George Burdon McKean

As stated in the following London Gazette citation, George Burdon McKean is a recipient of the Victoria Cross. This medal is awarded for the most conspicuous bravery, a daring or pre-eminent act of valour, or self-sacrifice or extreme devotion to duty in the presence of the enemy.

Victoria Cross - First World War, 1914-1918

George Burdon McKean

George Burdon McKean was born in Wellington, England on 4 July 1888. He came to Canada in 1902, settling in Edmonton. At the time he enlisted as a private soldier in the Canadian Expeditionary Force during the First World War, McKean was a student at the University of Alberta. In the course of his military service, he received the Military Medal, and, after he was commissioned as an officer, the Military Cross.

Lieutenant McKean earned the Victoria Cross while serving with the 14th Infantry Battalion near Gavrelle in France on 27 and 28 April 1918. McKean was leading a party of scouts against a German trench that was being staunchly defended by troops using rifles and hand grenades. When his men hesitated, he ran forward alone and threw himself head first into the trench, killing two of the enemy with his revolver. Inspired by Lieutenant McKean’s action, his men advanced and swept the German defenders aside, capturing both the trench and its remaining occupants.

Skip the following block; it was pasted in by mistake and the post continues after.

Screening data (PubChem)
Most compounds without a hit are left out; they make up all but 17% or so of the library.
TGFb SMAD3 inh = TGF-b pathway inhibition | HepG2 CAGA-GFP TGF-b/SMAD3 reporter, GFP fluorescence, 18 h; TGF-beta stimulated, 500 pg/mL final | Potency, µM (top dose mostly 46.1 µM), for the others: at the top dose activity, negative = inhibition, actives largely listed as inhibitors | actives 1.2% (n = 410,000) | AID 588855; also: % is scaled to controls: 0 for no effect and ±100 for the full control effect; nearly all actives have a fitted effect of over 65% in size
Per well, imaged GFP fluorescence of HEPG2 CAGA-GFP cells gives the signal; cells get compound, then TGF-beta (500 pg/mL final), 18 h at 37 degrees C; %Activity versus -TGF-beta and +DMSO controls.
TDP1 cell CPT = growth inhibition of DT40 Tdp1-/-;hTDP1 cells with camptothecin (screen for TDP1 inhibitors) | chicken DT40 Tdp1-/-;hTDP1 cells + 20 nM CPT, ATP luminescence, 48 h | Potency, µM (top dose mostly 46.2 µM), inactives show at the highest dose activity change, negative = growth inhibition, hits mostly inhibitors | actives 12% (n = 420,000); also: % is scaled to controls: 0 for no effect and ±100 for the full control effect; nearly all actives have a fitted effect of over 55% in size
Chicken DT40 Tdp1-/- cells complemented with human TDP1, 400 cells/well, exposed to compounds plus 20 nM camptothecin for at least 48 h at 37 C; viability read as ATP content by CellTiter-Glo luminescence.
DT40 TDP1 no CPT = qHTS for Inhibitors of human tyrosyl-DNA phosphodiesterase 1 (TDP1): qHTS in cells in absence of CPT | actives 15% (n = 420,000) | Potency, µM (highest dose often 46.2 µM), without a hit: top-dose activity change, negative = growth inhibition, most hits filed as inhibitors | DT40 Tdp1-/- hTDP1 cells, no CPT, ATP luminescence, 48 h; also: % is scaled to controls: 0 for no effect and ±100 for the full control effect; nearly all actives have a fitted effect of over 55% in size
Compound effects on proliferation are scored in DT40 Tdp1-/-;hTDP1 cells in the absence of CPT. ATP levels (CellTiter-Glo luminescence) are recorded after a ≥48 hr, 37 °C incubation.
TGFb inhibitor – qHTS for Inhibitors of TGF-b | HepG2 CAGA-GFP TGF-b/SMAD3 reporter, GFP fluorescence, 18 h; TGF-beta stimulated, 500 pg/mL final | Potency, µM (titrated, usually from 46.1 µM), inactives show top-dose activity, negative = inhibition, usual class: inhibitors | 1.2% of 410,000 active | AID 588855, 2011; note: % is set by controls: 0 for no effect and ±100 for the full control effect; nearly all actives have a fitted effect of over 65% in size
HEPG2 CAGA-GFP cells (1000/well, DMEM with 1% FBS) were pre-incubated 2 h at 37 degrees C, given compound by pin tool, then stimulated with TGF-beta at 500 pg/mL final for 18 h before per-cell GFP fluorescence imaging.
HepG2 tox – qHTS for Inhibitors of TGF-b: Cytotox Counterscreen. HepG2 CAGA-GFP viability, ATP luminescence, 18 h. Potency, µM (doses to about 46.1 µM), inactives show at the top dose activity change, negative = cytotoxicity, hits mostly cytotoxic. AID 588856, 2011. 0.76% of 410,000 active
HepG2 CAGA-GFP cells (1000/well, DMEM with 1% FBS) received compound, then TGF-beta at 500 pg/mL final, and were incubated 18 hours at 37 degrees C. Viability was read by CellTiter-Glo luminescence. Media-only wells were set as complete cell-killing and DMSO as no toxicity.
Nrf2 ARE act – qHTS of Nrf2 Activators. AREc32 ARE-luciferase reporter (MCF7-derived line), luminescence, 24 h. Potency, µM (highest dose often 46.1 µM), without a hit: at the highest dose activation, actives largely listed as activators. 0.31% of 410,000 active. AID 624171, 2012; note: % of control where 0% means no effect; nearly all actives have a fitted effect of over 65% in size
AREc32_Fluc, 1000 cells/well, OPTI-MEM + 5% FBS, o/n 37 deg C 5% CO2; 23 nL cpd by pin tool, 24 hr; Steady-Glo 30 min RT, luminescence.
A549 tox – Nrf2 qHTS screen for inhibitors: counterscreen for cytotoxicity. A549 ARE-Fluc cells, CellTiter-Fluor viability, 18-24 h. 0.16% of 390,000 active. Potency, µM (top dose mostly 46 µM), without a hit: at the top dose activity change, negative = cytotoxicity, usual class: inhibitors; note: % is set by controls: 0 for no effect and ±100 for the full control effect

McKean stayed in England after the war. On 28 November 1926 he was killed in an industrial accident.


“For most conspicuous bravery and devotion to duty during a raid on the enemy’s trenches.

Lt. McKean’s party, which was operating on the right flank, was held up at a block in the communication trench by most intense fire from hand grenades and machine guns. This block, which was too close to our trenches to have been engaged by the preliminary bombardment, was well protected by wire and covered by a well protected machine gun 30 yards behind it. Realising that if this block were not destroyed, the success of the whole operation might be marred, he ran into the open to the right flank of the block, and with utter disregard of danger, leaper over the block head first on top of the enemy. Whilst lying on the ground on top of one of the enemy, another rushed at him with fixed bayonet; Lt. McKean shot him through the body and then shot the enemy underneath him, who was struggling violently. This very gallant action enabled the position to be captured. Lt. McKean’s supply of bombs ran out at this time, and he sent back to our front line for a fresh supply. Whilst waiting for them he engaged the enemy single-handed.

When the bombs arrived, he fearlessly rushed the second block, killing two of the enemy, capturing four others and drove the remaining garrison, including a hostile machine-gun section, into a dug-out. The dug-out, with its occupants and machine gun, was destroyed.

This officer’s splendid bravery and dash undoubtedly saved many lives, for had not this position been captured, the whole of the raiding party would have been exposed to dangerous enfilading fire during the withdrawal. His leadership at all times has been beyond praise.”

(London Gazette, no.30770, 28 June 1918)

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